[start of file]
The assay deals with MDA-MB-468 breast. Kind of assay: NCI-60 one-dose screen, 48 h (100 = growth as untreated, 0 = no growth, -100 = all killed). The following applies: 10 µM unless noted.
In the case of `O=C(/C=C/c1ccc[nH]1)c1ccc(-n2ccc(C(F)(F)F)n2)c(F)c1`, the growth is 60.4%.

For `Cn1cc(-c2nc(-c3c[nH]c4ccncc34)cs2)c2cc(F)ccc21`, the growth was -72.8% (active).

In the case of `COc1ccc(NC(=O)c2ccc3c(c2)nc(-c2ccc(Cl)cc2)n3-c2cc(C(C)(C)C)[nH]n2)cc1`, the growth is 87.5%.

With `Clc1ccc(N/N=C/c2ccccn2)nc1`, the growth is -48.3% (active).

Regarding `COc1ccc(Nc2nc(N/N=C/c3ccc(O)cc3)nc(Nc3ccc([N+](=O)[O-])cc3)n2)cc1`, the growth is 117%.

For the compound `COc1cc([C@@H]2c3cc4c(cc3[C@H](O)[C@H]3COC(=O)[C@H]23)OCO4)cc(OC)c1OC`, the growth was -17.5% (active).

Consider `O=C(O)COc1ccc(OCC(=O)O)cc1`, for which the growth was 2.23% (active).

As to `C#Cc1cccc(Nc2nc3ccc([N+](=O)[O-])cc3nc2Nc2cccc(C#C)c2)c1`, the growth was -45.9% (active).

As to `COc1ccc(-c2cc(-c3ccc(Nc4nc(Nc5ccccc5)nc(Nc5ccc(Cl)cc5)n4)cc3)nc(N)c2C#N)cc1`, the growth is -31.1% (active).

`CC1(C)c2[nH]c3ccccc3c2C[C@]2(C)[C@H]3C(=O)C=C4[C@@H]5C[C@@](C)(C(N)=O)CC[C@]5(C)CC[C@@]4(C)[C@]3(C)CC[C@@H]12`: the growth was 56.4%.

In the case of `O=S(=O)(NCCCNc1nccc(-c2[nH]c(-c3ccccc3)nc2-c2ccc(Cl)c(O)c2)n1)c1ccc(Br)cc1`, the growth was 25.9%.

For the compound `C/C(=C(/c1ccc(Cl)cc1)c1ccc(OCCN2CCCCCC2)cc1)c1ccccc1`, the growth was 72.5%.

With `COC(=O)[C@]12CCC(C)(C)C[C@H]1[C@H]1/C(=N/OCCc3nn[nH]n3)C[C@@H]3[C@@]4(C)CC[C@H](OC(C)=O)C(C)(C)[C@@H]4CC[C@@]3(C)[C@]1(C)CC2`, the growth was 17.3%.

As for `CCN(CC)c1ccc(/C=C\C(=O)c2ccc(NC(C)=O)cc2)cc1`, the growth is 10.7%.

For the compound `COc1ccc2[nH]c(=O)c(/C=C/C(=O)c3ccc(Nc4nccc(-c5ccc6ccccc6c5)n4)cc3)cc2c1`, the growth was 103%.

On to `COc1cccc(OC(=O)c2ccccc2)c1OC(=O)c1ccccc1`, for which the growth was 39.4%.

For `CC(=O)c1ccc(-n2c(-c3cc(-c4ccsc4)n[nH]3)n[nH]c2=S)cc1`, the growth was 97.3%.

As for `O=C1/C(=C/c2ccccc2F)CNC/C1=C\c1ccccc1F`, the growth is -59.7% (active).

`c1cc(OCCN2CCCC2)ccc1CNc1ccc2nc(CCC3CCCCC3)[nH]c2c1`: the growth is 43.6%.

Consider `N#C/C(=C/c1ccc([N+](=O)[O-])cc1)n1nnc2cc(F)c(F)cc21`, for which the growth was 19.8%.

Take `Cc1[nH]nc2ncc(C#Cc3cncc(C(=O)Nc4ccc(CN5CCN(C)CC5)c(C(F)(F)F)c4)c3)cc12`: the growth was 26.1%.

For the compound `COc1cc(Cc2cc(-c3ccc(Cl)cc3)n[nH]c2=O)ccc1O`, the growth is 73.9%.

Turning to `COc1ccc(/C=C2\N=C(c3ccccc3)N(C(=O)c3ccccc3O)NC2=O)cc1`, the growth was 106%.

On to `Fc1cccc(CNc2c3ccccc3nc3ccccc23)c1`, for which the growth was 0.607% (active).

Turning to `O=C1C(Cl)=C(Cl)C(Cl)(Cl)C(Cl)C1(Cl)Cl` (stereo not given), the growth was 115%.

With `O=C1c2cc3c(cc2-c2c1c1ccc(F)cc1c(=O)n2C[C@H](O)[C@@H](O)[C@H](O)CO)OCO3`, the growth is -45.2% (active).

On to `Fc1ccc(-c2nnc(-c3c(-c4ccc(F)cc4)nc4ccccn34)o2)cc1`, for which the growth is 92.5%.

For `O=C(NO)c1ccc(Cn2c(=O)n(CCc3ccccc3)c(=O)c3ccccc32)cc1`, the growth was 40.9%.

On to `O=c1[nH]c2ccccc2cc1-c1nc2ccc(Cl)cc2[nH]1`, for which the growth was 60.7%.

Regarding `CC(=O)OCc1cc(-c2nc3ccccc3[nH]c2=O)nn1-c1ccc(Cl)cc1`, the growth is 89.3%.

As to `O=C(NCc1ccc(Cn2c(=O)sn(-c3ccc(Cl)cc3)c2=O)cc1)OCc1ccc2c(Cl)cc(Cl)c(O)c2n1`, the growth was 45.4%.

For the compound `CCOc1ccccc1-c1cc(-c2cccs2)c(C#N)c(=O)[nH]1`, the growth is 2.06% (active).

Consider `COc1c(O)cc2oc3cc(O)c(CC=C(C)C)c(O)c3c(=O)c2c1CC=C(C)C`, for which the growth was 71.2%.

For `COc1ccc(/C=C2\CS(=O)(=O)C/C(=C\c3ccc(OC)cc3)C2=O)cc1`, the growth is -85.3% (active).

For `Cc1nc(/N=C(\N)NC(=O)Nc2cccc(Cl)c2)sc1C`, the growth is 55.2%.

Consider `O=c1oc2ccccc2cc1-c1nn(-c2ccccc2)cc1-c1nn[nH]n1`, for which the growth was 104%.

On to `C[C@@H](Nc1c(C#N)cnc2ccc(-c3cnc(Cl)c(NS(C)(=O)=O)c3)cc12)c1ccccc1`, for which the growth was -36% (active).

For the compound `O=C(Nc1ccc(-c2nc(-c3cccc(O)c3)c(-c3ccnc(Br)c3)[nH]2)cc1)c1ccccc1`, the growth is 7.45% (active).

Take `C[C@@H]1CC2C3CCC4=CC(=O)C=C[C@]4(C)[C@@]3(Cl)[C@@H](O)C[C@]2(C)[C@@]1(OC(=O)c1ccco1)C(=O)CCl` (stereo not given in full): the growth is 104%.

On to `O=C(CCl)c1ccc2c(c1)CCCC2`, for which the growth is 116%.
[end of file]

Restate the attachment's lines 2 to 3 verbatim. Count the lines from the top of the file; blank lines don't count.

In the case of `O=C(/C=C/c1ccc[nH]1)c1ccc(-n2ccc(C(F)(F)F)n2)c(F)c1`, the growth is 60.4%.

For `Cn1cc(-c2nc(-c3c[nH]c4ccncc34)cs2)c2cc(F)ccc21`, the growth was -72.8% (active).